P O L 2 6 6

[ last updated January 18, 2020 ]

For obvious reasons, this course changed significantly in early March. This is the syllabus as it was originally written, i.e., for an ordinary, face-to-face semester.

Politics and Culture (Spring 2020)

Tues./Thurs., 11:00am–12:15pm & 12:30–1:45pm • Carman Hall 327
Instructor: Asher Wycoff • awycoff (at) gc (dot) cuny (dot) edu
Office Hours: Tues./Thurs., 2:00–3:00pm • Carman Hall 357
 

Course Overview and Objectives: How do mass media shape our perceptions of reality? How can we express our opinions and values to one another without being misunderstood? What does it mean to live in a democracy, or to belong to a nation? Across three units, this course will approach these questions by considering three conceptions of culture common in social science: culture as resources, culture as practices, and culture as identity. The first concerns media institutions and the means of communication, the second the negotiation of shared values, and third the formation of collective identities. In addition to examining different conceptions of culture and its political significance, this course aims to build familiarity with a range of core concepts in Political Science, and with the conventions of academic writing more generally.
 

Texts: I am asking you to purchase two books for the course — one for the first unit, and one for the third. They will be available in the campus bookstore:

All other readings will be provided in PDF on Blackboard. A central objective in this course is to get you comfortable with reading academic social science literature, so readings will often be written in dense or difficult language. Over the course of the semester, we will explore various methods of identifying and breaking down arguments in this kind of literature. This means we will spend a significant amount of class time looking at the assigned texts. Make sure to complete readings ahead of time and always bring the assigned texts to class with you.
 

Requirements: Class sessions will include a mix of lecture and discussion. The point of lecture is to contextualize the readings and provide background on key concepts, while the point of discussion is to foster critical inquiry. Active engagement is necessary to make course activities worthwhile. As such, I expect you to take notes on both lectures and readings. Formal (i.e., graded) requirements are listed as follows:

 
Here's a breakdown of how the course is graded overall:

Course Requirement Points Possible
Participation10 points
Response Papers (two)30 points (15 points each)
Reading Quizzes (five)10 points (2 points each)
Midterm Exam20 points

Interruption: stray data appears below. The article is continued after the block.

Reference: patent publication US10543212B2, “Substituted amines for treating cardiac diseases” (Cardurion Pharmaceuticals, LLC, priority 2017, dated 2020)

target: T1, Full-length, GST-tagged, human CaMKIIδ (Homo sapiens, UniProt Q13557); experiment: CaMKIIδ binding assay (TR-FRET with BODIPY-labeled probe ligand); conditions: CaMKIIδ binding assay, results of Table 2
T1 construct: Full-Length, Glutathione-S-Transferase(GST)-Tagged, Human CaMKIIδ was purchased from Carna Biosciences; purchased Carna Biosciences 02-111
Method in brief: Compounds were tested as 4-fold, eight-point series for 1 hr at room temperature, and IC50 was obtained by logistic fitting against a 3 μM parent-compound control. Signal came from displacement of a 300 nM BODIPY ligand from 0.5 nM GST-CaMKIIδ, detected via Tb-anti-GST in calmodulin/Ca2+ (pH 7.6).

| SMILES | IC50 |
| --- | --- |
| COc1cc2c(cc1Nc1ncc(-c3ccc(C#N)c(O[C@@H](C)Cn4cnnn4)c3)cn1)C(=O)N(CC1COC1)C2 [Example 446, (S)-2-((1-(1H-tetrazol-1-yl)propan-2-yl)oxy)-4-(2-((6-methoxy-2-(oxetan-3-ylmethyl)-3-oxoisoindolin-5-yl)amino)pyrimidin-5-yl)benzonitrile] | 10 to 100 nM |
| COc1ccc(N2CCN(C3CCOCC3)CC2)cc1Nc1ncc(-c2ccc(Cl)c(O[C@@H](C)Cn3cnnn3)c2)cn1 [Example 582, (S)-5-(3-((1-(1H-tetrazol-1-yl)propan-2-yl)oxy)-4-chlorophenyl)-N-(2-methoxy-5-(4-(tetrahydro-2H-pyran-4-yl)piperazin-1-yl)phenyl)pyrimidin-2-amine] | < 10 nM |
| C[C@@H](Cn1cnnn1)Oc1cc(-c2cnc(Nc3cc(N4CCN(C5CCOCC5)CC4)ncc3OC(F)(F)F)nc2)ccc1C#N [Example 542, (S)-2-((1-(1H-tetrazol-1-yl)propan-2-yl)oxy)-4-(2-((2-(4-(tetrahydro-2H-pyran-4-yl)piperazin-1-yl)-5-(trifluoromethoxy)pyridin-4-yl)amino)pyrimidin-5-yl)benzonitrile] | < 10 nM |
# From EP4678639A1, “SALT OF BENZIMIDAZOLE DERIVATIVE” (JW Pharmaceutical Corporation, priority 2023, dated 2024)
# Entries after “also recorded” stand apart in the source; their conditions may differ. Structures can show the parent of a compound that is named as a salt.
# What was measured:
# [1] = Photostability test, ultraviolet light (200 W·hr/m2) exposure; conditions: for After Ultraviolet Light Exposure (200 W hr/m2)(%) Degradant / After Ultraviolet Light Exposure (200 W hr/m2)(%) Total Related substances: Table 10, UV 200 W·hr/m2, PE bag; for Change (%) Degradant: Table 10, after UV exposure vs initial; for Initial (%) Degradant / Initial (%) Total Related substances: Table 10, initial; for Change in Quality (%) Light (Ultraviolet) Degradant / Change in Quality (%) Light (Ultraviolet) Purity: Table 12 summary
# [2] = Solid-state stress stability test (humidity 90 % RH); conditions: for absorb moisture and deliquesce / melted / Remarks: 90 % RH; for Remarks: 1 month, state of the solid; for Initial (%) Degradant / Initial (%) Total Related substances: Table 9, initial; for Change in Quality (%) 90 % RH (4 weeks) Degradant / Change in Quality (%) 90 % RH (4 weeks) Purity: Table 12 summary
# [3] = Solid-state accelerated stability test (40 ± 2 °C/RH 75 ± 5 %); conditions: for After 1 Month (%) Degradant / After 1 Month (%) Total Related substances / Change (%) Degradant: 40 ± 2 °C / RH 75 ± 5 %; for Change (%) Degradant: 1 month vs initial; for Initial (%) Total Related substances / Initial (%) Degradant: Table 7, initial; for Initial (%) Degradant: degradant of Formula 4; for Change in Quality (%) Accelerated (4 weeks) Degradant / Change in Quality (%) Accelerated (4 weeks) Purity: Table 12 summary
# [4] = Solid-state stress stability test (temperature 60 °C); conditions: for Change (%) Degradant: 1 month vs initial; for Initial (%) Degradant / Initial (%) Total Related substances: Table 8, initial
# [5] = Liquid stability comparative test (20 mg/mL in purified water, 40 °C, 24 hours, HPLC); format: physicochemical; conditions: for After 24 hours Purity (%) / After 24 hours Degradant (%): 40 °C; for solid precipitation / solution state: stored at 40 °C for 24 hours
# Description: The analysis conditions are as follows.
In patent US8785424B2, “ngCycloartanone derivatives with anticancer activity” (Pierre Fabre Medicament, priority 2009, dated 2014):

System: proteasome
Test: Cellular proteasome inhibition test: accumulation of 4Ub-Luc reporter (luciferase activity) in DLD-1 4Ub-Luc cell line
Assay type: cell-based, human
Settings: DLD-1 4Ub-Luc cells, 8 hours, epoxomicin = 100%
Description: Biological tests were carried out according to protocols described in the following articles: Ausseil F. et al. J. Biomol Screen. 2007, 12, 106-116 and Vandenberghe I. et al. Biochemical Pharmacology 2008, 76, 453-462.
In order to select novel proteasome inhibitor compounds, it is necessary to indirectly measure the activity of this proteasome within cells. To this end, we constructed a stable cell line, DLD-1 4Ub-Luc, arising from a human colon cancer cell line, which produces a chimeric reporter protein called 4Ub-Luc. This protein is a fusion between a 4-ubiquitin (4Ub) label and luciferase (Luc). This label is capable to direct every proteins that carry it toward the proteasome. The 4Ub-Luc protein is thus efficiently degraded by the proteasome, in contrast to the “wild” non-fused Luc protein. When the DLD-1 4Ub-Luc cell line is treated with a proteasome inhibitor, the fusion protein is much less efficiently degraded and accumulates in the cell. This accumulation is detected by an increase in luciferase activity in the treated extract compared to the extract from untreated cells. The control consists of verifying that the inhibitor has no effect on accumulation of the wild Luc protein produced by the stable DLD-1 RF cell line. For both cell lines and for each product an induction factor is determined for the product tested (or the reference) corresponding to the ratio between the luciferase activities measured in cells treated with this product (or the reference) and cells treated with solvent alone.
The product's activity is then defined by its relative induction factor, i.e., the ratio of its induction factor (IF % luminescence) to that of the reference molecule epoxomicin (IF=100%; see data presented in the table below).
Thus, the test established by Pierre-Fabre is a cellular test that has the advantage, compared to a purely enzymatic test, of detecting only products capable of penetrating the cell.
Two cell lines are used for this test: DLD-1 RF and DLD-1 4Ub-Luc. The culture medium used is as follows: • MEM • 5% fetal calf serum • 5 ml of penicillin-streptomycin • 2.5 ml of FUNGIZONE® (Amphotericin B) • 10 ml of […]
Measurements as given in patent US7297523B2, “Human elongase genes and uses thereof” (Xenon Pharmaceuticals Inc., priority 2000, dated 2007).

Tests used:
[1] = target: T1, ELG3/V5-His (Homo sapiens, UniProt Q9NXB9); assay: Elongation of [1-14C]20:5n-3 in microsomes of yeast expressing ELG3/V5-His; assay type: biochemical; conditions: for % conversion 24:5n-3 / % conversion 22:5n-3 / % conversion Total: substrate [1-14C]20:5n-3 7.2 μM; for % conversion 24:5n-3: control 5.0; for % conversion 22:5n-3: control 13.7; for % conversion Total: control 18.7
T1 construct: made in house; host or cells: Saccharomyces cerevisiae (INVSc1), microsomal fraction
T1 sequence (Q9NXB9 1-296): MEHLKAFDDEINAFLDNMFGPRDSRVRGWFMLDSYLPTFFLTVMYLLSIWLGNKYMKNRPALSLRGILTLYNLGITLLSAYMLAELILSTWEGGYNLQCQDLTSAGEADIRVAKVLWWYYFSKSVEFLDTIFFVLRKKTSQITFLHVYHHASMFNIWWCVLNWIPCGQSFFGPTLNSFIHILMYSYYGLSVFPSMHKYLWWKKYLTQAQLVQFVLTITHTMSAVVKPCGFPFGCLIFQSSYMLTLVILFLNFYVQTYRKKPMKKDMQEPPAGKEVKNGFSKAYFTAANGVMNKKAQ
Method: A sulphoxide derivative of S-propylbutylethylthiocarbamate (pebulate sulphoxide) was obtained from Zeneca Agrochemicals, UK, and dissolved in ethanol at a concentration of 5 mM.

Final Exam30 points
Total    100 points possible

Since the course as a whole is graded out of 100 points, your raw score is also your percentage grade for the semester. I award letter grades according to the usual scale, so 93-100 points earn you an A; 90-92 points earn you an A-minus; 87-89 points earn you a B-plus; 83-86 points earn you a B; 80-82 points earn you a B-minus; etc.
 

Conduct Guidelines: Although I do not grade on attendance directly, students are still expected to attend class regularly having completed and prepared to discuss the required reading. As not just quantity but also quality of participation is important, I strongly recommend that you stay on topic during class discussions.

I do not permit cellphone use during class, and I also encourage you to avoid using other electronics whenever possible. While I conditionally permit laptops and tablets, I reserve the right to change my mind if they become too distracting. If you use a laptop or tablet in class, please only use it for purposes directly related to the course (consulting readings, note-taking, e.g.). You are encouraged to print out Blackboard readings for in-class use.
 

Academic Integrity: In written assignments (and this includes short answer questions on tests), it would be really great if you didn't plagiarize. Plagiarism is the act of presenting someone else's ideas or language as your own. The faculty and administration of Lehman College strive to foster an environment free of cheating and plagiarism. Each student is individually responsible for knowing what constitutes cheating and plagiarism and avoiding both. For the full text of the CUNY Academic Integrity Policy (a real page turner), click here. If a faculty member confirms a violation of academic integrity, and/or if the student admits the violation, the faculty member is contractually obligated to report the violation to administration. That's a headache for all involved, so please familiarize yourself with CUNY's policy on academic integrity and avoid violating it.
 

Accessibility: In order to receive disability-related academic accommodations, students should register with the Office of Student Disability Services (SDS). For instructions on how to register with SDS, please click here. If you have already registered with the Office of Student Disability Services, please provide me with the appropriate documentation and discuss your specific accommodations with me, and I will do everything I can to provide them.

 

Course Schedule


Unit 1: Culture as Resources

Topic: Fact vs. Opinion


Topic: Frames and discourses


Topic: Mass media and power


Book Club: Susan Sontag, Regarding the Pain of Others


Unit 2: Culture as Practices

Topic: The public sphere


Topic: Pluralism and its requirements


Topic: Democracy as performance


Unit 3: National Identity

Book Club: Benedict Anderson, Imagined Communities





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